Impact of GlobalGAP Compliance on the Relative Poverty Status of Smallholder Horticultural Farmers in Eastern and Central Kenya
Owuor, Rosebell A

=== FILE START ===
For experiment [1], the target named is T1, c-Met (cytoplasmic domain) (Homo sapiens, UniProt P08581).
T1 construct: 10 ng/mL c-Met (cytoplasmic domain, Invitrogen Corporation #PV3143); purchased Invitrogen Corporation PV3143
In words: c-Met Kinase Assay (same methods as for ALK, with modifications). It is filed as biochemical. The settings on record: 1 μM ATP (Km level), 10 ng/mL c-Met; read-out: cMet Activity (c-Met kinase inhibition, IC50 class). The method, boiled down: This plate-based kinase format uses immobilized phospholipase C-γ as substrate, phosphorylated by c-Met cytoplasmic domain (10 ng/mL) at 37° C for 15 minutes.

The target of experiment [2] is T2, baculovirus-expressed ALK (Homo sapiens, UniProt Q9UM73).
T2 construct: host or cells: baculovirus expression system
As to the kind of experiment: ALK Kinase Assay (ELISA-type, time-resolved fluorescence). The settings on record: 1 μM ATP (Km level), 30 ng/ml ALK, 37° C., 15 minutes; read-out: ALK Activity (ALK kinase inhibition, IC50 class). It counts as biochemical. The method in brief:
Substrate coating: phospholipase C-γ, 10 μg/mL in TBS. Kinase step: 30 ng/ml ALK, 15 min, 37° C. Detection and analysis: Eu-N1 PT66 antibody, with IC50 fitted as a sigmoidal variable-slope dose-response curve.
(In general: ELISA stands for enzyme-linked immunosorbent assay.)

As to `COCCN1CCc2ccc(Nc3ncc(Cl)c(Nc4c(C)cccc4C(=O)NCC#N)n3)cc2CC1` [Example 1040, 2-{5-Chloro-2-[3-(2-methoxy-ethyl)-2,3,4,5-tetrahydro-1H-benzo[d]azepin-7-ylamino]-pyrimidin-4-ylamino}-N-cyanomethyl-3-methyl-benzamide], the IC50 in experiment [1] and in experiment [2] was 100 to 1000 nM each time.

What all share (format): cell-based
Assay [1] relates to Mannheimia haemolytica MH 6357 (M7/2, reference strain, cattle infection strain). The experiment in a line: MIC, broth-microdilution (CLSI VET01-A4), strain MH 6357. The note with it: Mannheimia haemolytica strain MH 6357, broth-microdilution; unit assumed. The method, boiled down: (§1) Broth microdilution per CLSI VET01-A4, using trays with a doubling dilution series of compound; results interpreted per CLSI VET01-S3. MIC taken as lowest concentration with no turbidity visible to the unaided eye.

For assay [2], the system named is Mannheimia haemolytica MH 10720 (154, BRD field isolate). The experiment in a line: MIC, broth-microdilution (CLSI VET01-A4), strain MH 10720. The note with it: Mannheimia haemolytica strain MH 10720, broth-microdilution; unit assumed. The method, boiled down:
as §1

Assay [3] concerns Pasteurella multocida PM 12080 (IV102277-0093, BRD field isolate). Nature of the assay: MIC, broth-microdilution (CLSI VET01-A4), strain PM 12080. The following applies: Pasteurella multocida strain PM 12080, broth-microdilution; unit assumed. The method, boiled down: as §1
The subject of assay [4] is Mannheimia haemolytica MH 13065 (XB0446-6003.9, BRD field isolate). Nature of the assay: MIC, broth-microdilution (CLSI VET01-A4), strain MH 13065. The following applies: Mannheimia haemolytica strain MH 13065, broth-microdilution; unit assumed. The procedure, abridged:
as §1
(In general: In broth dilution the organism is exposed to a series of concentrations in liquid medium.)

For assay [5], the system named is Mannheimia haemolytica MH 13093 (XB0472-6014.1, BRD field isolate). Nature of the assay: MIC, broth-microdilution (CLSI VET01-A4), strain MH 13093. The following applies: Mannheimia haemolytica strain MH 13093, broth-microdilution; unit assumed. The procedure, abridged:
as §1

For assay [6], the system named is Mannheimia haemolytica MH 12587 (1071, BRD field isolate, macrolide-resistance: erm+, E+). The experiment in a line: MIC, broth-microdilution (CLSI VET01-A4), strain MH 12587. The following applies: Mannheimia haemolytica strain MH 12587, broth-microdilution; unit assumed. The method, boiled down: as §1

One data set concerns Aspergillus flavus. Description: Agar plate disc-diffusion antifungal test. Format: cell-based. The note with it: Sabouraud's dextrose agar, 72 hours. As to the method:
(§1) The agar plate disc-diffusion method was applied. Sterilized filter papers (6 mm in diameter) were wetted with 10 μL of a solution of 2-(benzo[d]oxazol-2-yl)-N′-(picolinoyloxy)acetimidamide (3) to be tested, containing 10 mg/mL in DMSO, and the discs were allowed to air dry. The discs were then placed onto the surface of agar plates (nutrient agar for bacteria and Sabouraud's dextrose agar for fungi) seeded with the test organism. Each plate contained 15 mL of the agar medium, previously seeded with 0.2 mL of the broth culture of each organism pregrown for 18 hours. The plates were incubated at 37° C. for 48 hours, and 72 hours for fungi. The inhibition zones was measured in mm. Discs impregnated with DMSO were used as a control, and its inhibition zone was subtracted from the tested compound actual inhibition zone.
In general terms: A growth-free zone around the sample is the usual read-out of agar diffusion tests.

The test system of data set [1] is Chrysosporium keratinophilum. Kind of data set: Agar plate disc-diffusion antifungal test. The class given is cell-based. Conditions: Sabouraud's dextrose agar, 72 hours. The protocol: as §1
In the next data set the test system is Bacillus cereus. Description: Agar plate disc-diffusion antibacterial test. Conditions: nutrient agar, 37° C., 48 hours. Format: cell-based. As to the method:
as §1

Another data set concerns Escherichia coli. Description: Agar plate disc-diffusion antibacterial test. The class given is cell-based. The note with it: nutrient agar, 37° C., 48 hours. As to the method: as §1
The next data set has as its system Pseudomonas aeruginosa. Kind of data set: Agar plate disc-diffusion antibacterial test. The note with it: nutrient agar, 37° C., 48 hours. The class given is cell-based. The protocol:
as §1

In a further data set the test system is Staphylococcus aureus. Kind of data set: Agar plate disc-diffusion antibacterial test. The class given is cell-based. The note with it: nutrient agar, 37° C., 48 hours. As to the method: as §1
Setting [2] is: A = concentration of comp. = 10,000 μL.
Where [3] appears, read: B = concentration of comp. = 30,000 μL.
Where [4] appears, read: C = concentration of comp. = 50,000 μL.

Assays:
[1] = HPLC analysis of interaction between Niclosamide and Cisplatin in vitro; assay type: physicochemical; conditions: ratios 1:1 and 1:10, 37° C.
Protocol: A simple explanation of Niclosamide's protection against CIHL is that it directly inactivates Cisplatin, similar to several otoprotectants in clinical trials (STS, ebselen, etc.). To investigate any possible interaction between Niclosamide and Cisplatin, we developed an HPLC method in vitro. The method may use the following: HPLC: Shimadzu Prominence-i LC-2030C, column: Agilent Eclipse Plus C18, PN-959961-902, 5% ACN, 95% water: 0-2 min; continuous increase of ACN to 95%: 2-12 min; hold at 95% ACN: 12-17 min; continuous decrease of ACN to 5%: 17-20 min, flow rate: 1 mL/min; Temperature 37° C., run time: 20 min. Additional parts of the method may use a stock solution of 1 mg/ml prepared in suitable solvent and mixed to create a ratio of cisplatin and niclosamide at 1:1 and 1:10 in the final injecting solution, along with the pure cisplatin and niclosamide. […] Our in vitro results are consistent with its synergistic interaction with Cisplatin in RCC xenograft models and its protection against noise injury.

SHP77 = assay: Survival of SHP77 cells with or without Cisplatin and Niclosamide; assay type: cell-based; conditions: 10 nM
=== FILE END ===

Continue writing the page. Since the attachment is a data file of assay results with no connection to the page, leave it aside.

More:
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Global good agricultural practices (GlobalGAP) have significant, yet contentious impacts on different livelihood aspects of smallholder farmers. The GlobalGAP pose the threat of eliminating smallholder farmers from accessing international markets due to the high costs of implementation, maintenance and certification. But the practices associated with GlobalGAP improve the health of farmers and create employment opportunities. The practices are therefore useful in reducing poverty levels among smallholders and especially in rural areas. GlobalGAP was introduced in Eastern and Central Kenya but its impacts, especially on poverty status in the region, are unknown. The extent to which the modes of GlobalGAP compliance affect the poverty status of the farmers involved in production and marketing of fresh export produce is also unknown. This study was undertaken in order to fill this gap in knowledge. The objectives were to compare the poverty status of smallholder horticultural farmers under different compliance arrangements, and to determine the relative effect of GlobalGAP compliance on the poverty status of smallholder horticultural farmers in Eastern and Central Kenya. The impacts were classified into of four categories based on whether: (a) smallholder farming household compliance status was continuous throughout the study period; (b) compliance was gained during the study period; (c) the household lost compliance during the study period or (d) gained and lost compliance during the study period. The study used a longitudinal research design whereby panel data from three study areas in Eastern and Central Province (i.e. Buuri, Mbooni and Kirinyaga) were collected during baseline and follow-up surveys done in 2009 and 2012. The target population was 1,324 farmers from the baseline survey, out of which a sample size of 573 follow-up respondents was selected using a stratified method that mainly comprised proportionate to population size. Interview schedules and questionnaires were employed in collecting the data. One-way analysis of variance (ANOVA) and paired t-tests were used to establish poverty status of horticultural smallholders under different compliance arrangements. Group compliant farmers had lower levels of poverty, though statistically insignificant compared to non-compliant farmers. Since there were no significant differences in the mean poverty status between GlobalGAP compliant farmers, it was concluded that the poverty status of smallholder horticultural farmers was equal across all compliance arrangements. Comparison between baseline and follow-up periods showed that only Mbooni recorded significant ((P≤0.05) poverty reduction among the group contract farmers while Kirinyaga had significant (P≤0.01) poverty reduction under individually fully compliant farmers. Impacts of GlobalGAP compliance relative to the period of compliance uptake was estimated using the difference-in-differences method (DD). The results showed that GlobalGAP compliance reduced poverty status of farmers who had gained and maintained compliance in Buuri and Kirinyaga. Continuous GlobalGAP compliance reduced poverty status in all study areas though only significant (P ≤0.10) in Buuri and Mbooni. Short-term impacts of gaining compliance during the study period showed reduction on poverty in all the study areas except Mbooni. Although households that gained GlobalGAP compliance showed mixed changes on poverty status, these influences were not significant. The assessment of farmer interaction with GlobalGAP compliance on poverty status showed increased poverty in all the study areas except Mbooni but was not significant in any of the study areas. The study recommended that policies that improve on consistent implementation, certification and maintenance of GlobalGAP compliance should be formulated in order to aid in alleviating poverty among fresh producer in Kenya.